I am thrilled to introduce a new weekly feature, Writing on the Ether, by former CNN journalist Porter Anderson. Writing on the Ether will round up some of the best and timeliest articles related to writing and publishing that you don’t want to miss.
Porter has been well-known to me since 2010 as one of the most dedicated Twitter feeders of great online articles for writers. When he began introducing me to fabulous stuff I had never seen, I knew he deserved a dedicated column. So here he is! (For those paying attention, this feature takes the place of my old series, Best Tweets for Writers.)
This week’s how-to and how-not-to
“An ‘authentic following’ comes down to this: Twitter doesn’t work without followers who actually read your tweets.”
The harkening and who knew?
“There’s a cool ‘read aloud’ feature on the device that allows the Kindle to read to me.”
The horrors and the hand-wringing
“Failure to pay attention to what we can control as authors, and what we can’t, leads to a form of cargo-cult neuroses in writers.”
The headstrong and the honest
“All writers, whether they’re among the fortunate ones who have a publisher pushing them or whether they’re trying to do it themselves, should be grateful that publishers are doing their damnedest to maintain prices and the perception of value for writers’ work.”
—Mike Shatzkin, in a crystal clear argument:
Writers Who Oppose Agency Pricing Aren’t Acting in Their Own Self-Interest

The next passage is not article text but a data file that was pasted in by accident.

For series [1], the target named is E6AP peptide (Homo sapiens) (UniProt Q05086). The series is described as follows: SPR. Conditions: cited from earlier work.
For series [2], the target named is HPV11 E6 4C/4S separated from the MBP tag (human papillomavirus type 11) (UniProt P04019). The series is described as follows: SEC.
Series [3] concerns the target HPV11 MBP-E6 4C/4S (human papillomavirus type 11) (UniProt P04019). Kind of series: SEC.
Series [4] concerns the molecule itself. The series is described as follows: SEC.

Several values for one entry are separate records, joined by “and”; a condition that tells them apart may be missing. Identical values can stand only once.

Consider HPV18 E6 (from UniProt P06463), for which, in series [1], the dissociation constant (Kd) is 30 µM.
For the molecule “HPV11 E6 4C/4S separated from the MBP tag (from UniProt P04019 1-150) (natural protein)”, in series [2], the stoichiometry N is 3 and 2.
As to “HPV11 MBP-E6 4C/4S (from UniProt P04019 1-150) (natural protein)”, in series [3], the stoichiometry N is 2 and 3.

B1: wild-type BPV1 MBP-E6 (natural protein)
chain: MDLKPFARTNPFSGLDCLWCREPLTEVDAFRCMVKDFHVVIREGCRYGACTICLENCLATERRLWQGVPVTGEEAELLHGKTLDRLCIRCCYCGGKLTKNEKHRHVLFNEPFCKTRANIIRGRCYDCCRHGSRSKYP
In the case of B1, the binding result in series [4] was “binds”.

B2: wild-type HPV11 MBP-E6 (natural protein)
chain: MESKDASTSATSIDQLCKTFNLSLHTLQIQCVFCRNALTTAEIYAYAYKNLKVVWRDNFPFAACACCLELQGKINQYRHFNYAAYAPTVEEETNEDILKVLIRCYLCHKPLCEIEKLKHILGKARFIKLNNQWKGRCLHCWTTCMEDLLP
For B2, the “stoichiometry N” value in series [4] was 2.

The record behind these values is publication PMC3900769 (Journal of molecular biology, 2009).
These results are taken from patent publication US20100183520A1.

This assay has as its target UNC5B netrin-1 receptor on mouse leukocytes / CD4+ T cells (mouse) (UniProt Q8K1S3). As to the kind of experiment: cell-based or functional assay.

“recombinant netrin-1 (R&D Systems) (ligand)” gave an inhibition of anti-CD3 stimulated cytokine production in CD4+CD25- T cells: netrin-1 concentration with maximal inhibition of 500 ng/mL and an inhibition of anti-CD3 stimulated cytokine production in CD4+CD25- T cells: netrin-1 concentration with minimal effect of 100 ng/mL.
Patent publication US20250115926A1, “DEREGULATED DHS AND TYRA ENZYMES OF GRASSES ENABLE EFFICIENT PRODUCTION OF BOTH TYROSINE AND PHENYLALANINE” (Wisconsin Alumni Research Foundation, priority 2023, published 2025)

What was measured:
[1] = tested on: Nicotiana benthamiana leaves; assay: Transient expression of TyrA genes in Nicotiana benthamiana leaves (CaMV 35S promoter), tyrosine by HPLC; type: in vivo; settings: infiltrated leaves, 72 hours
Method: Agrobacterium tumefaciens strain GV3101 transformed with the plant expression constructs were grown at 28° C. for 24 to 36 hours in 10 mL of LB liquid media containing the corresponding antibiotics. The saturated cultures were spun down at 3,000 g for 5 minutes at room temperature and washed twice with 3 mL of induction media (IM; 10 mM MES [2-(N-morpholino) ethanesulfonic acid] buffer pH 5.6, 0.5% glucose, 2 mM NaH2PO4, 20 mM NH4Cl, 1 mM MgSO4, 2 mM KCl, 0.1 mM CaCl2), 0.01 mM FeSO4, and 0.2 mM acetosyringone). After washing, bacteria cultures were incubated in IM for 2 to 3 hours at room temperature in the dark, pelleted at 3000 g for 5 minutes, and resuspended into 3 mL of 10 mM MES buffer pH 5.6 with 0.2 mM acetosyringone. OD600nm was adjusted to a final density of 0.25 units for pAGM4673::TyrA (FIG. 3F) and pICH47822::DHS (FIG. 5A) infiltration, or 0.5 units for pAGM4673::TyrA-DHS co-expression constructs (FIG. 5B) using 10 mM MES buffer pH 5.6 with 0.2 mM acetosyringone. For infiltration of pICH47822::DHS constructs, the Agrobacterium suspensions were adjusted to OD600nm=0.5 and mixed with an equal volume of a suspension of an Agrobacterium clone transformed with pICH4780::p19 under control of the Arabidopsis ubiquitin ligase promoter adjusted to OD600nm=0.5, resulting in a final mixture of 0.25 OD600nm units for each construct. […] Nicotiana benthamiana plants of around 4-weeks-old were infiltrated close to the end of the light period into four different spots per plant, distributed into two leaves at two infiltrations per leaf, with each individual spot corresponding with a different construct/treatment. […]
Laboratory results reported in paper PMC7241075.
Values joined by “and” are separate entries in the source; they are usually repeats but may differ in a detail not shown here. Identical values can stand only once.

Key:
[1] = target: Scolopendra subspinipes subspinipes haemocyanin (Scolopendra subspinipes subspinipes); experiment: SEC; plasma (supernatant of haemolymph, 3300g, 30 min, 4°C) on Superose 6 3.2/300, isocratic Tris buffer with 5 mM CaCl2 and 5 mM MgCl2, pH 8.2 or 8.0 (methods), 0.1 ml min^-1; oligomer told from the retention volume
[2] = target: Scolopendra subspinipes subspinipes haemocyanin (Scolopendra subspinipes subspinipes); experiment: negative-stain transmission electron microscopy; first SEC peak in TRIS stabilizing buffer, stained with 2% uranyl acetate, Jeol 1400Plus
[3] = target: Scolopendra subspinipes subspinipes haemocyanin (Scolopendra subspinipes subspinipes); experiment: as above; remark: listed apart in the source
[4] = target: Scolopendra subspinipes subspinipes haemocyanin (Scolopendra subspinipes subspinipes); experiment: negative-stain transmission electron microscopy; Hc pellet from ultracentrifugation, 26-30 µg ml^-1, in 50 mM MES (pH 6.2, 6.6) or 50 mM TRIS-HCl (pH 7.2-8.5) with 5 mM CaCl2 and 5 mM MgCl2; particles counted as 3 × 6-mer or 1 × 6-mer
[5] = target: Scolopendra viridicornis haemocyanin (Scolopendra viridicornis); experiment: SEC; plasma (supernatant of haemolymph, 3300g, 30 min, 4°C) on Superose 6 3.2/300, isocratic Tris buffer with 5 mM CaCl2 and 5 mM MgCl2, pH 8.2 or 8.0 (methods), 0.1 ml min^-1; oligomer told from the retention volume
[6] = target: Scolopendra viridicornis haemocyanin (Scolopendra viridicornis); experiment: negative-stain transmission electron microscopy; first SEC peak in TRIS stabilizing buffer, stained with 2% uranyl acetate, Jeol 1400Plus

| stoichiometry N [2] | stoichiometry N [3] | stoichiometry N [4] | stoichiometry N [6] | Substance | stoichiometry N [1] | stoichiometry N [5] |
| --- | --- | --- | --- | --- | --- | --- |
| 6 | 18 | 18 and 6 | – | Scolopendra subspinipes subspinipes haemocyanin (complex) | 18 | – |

The heartfelt and the hawking
“Kindle’s going to save me, right? I’m going to make all my new works direct-to-market digital, and I’m going to get rich two bucks at a time, right? Right?”
The hunker-down I want more of
“I’m learning from you guys. The trend surprises me: most of you seem willing to take snark, condescension and find something useful in it.”
—agent Jason Ashlock (Movable Type Literary Group)
Ashlock was leading an impromptu chat with writers and some agents—about literary agents’ Twitter patterns. Strictly in general terms. No names. In any business, tweeting on your professional account involves the potential both for prudent communication and for other things. On Monday evening, the term “snark” probably would have dominated a word cloud from the chat. But Ashlock is a gentleman.
“Let’s commit to steering our community’s conversations toward the productive and instructive,” he tweeted. “I’m … pretty impressed with the unflappable spirits & undaunted efforts of these writers.”
I think we could benefit from hearing more on this topic, in the constructive context Ashlock brought to the table. Are there any author-clients who have been surprised at the tone and substance of their agents’ tweets? And are there agents who’d like me to just get on to the next item? OK, I will.
“I worry about the day pilots decide they’ve got pilots’ block and planes start dropping out of the sky. Try telling your boss you’ve got ‘day-job block’ and see where that gets you.”
The huh?—what was this “publishing” thing, again?
“What we thought publishing was, was not in fact what publishing was. It’s not what writers and readers needed.”
—Richard Nash to Boston Review’s Matt Runkle on Revaluing the Book
And the hype for which he has hankered
“Timothy Ferriss’ first book, The 4-Hour Workweek, was turned down by twenty-six publishers before being accepted by Crown … it’s easy to understand the caution of those twenty-six.”
—Rebecca Mead, on the news that Amazon will publish The Four-Hour Chef (Ferriss’ new book):
Better, Faster, Stronger
This is a long, deep New Yorker (Sept. 5 issue) weekend read to bookmark. Watch for Mead’s mightiest moment: “Every generation gets the self-help guru that it deserves.”
Porter Anderson is a Fellow with the National Critics Institute, and a senior producer and consultant formerly with the United Nations World Food Programme in Rome and INDEX: Design to Improve Life in Copenhagen. As a journalist, he has worked with media including CNN, the Village Voice, and the Dallas Times Herald. He’s based in Tampa.